There were many fliers in the hallways of the College of Education requesting candidates to help with early intensive behavior intervention in home-based programs for children with autism. I figured it would be a great way to get some experience and make a little money.

Soon I was working for and with three families which included sons with autism. It was a decision that would come to define me as a professional.

Meeting Alex

Perhaps the most influential moment was my experience with Alex and his family. Alex had recently been diagnosed with autism when his parents contacted me about starting up an intervention program.

A couple of weeks later, I arrived at their home with a few other behavior therapists and an experienced consultant. The family was desperate for help and needed support.

For several months prior to our arrival, Alex struggled to communicate with his parents and relied primarily on inappropriate behavior to get his needs met. I could tell they were a loving family, but they were also unsure of what to do to improve the situation.

Beginning Our Treatment

I was eager to begin our effort and over the next couple of days we began teaching play, communication, and other behaviors. Initially I found it very challenging as Alex refused hand over hand prompting.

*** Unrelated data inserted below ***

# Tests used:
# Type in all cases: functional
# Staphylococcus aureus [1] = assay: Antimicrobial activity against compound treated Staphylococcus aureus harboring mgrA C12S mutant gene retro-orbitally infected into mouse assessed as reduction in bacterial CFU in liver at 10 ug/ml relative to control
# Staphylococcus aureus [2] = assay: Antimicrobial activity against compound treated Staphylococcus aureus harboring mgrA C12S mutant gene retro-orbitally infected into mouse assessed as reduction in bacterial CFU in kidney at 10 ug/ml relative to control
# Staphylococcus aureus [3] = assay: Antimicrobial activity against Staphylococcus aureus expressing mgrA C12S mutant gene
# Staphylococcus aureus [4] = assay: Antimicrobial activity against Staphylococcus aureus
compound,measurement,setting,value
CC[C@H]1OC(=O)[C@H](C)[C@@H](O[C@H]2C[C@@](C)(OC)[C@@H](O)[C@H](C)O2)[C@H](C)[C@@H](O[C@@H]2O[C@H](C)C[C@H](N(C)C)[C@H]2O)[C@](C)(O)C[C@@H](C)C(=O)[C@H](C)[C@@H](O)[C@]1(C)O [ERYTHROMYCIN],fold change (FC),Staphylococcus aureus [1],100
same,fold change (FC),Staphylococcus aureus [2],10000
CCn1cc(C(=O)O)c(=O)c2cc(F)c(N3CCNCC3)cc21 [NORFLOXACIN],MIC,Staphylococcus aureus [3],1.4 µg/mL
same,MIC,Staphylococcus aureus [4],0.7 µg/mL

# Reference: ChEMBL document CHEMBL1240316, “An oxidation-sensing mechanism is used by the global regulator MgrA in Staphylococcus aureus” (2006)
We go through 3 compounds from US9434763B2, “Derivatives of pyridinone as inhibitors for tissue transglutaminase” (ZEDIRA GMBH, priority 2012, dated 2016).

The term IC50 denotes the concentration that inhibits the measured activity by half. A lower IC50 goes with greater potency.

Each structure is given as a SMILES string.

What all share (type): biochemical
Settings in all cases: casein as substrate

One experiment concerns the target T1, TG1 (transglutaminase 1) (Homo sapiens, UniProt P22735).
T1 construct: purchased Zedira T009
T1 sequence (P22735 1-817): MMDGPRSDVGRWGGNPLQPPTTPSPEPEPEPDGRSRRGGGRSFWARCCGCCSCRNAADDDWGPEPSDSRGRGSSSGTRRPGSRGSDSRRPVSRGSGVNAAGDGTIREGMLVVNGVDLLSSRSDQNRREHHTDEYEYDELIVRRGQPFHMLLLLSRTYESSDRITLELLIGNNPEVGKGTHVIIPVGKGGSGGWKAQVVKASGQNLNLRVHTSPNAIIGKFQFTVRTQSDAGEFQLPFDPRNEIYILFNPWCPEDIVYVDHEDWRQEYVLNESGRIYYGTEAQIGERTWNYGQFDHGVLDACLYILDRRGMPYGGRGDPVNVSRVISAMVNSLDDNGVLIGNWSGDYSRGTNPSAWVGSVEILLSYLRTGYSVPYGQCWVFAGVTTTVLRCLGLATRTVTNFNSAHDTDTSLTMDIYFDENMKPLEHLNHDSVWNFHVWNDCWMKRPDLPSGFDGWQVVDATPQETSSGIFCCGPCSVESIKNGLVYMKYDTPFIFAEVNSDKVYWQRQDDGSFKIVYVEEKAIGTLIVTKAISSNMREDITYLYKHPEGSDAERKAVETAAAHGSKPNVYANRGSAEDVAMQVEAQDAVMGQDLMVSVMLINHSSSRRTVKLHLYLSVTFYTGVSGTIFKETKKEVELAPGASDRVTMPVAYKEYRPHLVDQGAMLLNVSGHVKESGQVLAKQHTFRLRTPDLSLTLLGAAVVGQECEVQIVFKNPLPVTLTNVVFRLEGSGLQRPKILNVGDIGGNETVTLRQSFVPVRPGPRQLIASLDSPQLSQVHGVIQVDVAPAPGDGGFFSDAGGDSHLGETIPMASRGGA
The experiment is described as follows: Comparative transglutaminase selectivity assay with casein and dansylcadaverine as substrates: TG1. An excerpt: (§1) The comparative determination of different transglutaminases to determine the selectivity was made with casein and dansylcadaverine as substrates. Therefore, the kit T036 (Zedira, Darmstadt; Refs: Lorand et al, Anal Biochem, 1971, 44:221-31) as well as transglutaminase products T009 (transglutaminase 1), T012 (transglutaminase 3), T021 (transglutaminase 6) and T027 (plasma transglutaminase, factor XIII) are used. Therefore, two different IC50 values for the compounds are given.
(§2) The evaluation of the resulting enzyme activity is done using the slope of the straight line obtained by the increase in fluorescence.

The other children I had been working with had established these skills before my arrival. I was unsure what to do and so were Alex’s parents.

The consultant, however, continued with the procedures and by the morning of the second day things had changed dramatically.

Making A Breakthrough

There were six of us in a small bedroom when Alex began to respond to our spoken directions. We spread around the room and took turns asking him to “come here.” We cheered every time he went to the person who called him and he loved our cheering.

A few minutes later he completed a puzzle, played with some blocks, and said “buh” to request bubbles. Alex’s parents were overcome with tears of joy as they felt they were witnessing nothing short of a miracle.